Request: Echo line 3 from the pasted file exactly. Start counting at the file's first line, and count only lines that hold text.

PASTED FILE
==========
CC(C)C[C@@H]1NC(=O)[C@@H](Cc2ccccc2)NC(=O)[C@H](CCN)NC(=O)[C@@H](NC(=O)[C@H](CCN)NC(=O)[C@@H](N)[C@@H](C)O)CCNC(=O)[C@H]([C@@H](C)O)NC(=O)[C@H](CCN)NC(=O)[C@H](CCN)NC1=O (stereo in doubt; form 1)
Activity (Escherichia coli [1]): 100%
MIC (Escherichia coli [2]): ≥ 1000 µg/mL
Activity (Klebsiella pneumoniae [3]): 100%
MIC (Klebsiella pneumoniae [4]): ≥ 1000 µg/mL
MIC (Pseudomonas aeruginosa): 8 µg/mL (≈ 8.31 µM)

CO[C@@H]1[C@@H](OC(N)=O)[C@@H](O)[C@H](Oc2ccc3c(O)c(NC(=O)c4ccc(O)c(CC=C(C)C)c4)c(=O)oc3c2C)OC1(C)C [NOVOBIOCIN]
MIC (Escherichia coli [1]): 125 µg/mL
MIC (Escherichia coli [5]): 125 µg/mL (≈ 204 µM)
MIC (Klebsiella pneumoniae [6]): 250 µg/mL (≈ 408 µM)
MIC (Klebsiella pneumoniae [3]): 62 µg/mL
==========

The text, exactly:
MIC (Escherichia coli [2]): ≥ 1000 µg/mL